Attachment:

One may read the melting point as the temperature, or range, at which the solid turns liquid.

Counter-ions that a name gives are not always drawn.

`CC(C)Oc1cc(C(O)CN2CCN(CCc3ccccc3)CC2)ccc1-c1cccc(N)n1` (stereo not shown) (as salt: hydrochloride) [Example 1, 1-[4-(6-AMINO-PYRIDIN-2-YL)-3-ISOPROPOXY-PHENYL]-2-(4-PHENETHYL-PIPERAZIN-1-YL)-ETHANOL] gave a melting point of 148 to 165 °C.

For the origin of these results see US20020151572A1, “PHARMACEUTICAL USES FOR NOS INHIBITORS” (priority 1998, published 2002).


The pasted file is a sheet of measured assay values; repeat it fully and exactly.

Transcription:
One may read the melting point as the temperature, or range, at which the solid turns liquid.

Counter-ions that a name gives are not always drawn.

`CC(C)Oc1cc(C(O)CN2CCN(CCc3ccccc3)CC2)ccc1-c1cccc(N)n1` (stereo not shown) (as salt: hydrochloride) [Example 1, 1-[4-(6-AMINO-PYRIDIN-2-YL)-3-ISOPROPOXY-PHENYL]-2-(4-PHENETHYL-PIPERAZIN-1-YL)-ETHANOL] gave a melting point of 148 to 165 °C.

For the origin of these results see US20020151572A1, “PHARMACEUTICAL USES FOR NOS INHIBITORS” (priority 1998, published 2002).